My foodie friends, have you ever desired to learn how to make the perfect pizza? Or to see how cheese is produced? Then stop for lunch in a kiosk selling the best porchetta panino and finally buy your favourite Italian specialities from Emilia Romagna, Veneto, Sicily or Tuscany… all in one place? Yes? Well, Fico Eataly World is the place for you!
Fico Eataly World is the first “food themed park” in the world. The 10 hectares park is located near Bologna and it will open to the public in two days, on November 15 at 4.30 pm. The project involved about 2.000 Italian companies and provided 3.000 new jobs.
The visitor has the chance to discover Italian biodiversity, learn more about our agriculture and farming traditions, take a look at our food processing methods, taste our specialities and buy them.
Fico is in fact the only place in the whole world that presents all the stages of Italian food chain: agriculture, farming, food processing, food service, food market and also food knowledge and learning.
I was invited to a preview tour of the park, in the presence of its founders Andrea Segré and Oscar Farinetti. I was amazed by the size of the project. By chance, I also met Joe Bastianich, the Masterchef judge. Here’s our photo together (you probably have already seen it in my social profiles).
What does Fico mean?
Fico is an acronym for Fabbrica Italiana Contadina (Italian Farming Factory). It’s also a word pun. Fico in Italian means fig, the fruit, but it also means cool or handsome.
Pronunciation of Fico
Fico in Italian is pronounced FEE-koh!
What will you find at Fico Eataly World?
- 40 Farming factories. Among them: prosciutto, mortadella, grana padano, milk, pasta, panettoni and cookies, gelato, coffee, candies, honey, chocolate, wine, oil, beer.
- 2 hectares of open fields with 2000 plants and cultivars (cereals, aromatic herbs, vegetables, legumes, fruits, berries, truffles, olive grove, vineyard, etc)
- Stables with 200 animals, representing different Italian breeds.
- 45 different food spots: from a Michelin starred restaurant to street food kiosks (pizzeria, vegetarian/vegan, seafood, truffle bistrot, gnocco fritto, focaccia, piadina, mortadella bar, pastry shop, etc)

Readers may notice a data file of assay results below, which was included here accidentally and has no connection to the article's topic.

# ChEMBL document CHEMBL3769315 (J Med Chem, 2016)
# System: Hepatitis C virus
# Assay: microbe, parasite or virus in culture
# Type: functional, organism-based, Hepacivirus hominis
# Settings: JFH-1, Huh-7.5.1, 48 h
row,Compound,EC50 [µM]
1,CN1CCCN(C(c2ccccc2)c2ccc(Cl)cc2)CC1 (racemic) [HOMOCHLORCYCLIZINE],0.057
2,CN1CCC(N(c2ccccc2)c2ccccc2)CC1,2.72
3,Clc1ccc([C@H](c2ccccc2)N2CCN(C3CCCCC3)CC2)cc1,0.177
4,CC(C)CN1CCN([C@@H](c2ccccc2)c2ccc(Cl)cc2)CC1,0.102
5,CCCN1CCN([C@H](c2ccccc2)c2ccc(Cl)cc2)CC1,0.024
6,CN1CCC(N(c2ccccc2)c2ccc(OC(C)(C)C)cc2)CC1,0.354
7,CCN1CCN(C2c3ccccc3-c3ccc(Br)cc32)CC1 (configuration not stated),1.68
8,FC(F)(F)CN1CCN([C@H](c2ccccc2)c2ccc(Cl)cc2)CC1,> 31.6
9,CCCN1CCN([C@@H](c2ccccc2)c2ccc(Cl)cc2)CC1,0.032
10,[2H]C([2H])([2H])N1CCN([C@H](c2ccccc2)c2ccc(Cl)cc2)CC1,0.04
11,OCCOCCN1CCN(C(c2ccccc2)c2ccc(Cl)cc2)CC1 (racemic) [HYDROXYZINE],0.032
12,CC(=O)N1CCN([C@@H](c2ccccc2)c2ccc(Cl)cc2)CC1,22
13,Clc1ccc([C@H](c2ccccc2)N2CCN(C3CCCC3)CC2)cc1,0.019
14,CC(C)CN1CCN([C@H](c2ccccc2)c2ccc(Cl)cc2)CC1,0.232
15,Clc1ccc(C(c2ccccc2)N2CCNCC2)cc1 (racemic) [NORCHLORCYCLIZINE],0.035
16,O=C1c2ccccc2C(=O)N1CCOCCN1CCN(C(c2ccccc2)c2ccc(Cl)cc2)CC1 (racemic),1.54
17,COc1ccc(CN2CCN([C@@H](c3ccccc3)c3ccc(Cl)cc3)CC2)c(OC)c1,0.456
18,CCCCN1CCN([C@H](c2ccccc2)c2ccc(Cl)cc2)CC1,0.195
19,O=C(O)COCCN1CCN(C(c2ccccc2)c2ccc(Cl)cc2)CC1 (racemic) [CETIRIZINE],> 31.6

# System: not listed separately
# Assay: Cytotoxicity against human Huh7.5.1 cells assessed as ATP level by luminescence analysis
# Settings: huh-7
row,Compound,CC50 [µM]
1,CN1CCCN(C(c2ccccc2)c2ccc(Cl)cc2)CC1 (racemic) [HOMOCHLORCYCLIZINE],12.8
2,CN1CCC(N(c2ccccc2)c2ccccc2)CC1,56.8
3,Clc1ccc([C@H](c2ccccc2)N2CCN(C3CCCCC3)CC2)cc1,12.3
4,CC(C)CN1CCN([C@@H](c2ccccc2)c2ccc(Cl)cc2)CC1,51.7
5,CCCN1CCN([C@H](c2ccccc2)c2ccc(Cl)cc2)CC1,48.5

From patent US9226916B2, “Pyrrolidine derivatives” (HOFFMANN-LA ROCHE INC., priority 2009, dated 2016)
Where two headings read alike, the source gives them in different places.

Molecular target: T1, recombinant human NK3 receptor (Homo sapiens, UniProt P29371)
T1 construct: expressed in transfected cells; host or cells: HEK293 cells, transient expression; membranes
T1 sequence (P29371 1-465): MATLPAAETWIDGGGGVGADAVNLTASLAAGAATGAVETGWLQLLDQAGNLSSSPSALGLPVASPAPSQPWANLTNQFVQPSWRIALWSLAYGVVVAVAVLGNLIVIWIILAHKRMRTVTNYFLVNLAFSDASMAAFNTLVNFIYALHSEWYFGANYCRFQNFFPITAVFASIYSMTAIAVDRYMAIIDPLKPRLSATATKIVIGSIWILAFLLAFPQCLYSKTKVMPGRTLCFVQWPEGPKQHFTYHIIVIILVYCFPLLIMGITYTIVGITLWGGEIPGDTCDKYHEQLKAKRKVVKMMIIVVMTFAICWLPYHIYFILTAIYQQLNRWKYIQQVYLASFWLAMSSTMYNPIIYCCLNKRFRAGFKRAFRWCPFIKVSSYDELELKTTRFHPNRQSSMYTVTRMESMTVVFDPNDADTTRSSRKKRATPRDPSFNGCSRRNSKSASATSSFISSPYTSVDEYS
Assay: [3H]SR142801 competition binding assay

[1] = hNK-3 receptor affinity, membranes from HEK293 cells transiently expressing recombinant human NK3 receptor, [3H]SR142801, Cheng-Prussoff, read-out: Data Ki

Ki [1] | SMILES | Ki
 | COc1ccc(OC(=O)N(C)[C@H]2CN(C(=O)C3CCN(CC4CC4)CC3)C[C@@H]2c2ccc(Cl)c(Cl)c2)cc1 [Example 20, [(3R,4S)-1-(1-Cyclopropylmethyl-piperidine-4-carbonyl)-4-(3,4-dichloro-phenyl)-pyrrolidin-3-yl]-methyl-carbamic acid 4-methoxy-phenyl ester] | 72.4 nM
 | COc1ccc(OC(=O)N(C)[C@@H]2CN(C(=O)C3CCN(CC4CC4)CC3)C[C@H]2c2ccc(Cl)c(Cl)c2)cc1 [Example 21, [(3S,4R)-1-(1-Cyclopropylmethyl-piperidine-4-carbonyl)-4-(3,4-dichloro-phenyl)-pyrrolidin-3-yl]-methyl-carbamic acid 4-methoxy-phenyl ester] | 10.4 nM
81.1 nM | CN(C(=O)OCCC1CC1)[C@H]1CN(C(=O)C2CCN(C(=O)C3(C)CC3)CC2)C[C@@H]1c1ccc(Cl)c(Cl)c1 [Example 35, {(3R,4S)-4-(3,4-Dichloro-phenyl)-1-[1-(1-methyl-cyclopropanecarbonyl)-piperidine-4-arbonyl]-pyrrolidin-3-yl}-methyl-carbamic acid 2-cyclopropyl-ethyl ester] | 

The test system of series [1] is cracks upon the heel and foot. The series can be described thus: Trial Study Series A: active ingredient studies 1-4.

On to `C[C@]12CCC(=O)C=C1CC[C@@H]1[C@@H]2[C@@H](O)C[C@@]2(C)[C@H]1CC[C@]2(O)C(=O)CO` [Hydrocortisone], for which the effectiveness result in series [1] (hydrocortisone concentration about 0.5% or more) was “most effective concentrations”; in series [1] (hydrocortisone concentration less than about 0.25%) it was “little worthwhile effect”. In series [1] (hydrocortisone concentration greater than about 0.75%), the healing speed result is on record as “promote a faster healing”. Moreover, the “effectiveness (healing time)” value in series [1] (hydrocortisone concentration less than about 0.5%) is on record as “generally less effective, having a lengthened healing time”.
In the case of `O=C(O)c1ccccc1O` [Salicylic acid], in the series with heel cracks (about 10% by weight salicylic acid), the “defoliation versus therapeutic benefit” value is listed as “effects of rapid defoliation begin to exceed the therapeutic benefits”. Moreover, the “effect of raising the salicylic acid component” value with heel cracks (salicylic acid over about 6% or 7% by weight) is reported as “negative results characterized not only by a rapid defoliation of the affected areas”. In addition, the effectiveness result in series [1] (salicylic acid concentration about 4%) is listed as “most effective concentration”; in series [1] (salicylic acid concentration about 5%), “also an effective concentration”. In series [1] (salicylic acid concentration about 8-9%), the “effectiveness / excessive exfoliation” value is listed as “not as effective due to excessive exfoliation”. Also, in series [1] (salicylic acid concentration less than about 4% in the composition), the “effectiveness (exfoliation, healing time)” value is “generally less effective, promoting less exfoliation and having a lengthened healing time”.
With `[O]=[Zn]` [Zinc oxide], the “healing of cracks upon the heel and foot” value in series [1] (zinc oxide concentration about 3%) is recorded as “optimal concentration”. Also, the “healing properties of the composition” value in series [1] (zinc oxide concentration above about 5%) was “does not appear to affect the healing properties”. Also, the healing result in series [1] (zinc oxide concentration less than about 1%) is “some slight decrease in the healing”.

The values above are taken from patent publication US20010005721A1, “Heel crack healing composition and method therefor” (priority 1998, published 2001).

- Deli shops of all kinds.
- A marketplace where to buy specialities from all the Italian regions and design kitchenware.
- A post office to send parcels of goods in Italy and abroad.
- 6 didactic rooms, called giostre (carousels), where you can learn more about the relationship between 6 topics: Man and Fire, Man and Animals, Man and Earth, Man and Sea, Man: From Soil to Bottle, Man and Future. Each room is provided with some interactive spots. Particularly funny was the one in the Man and Animal room, where I found out I’m tall as 4 chickens, 3 rabbits and a snail. I think I’m taller though. But maybe it was only for kids, and I intruded like always.
- A theatre and a cinema.
- A convention centre (1000 places).
- An area for kids to play while the parents can do their business.
- A sports area with beach volley court, some gymnastics tools and an Italian shaped miniature golf (which I wanted to try!).
- CEFA, a project to help develop apiculture in Africa.
- An area for truffles hunting demonstrations with Labrador dogs.
- A foundation promoting knowledge, informed consumption and sustainable production of food.
Is Fico Eataly World entrance for free?
Yes. The entrance is free.
From Monday to Sunday, from 10 am to midnight.
How to move around?
Since the park is quite big, visitors will have the chance to move around by bike. 500 three wheeled bike provided with shopping basket are available. They’re free (you only have to give your ID card at the desk (at the entrance).
How to get to Fico Eataly world?
Other than by car (there are large parking lots), there is a bus line connecting the park to Bologna Centrale train station.
Workshops and guided tours
If you want to discover the park with a guided tour (15€ fee), you can be accompanied by a so called Biodiversity Ambassador, showing and explaining to you all the highlights of the park.
At Fico Eataly World you can also attend about 20 interesting workshops (these require a fee, of course) for kids and adults. For example “The making of sorbetto”, “Farming formaggio”, “A passion for pizza”, “The life of bees”.
My visit was just a short preview tour to see what people can expect from November 15 on.
I tried the didactic rooms, I tasted some food, all delicious: arrosticino from Abruzzo, a piece of focaccia from Turin, a small piece of piadina romagnola, a little panino with mortadella, a Venchi chocolate praline (with a new tasting system to understand one’s feelings while eating), a mandarin sherbet to die for, a mini Sicilian cannolo. And I went home with an extra virgin olive oil bottle. Small but precious loot!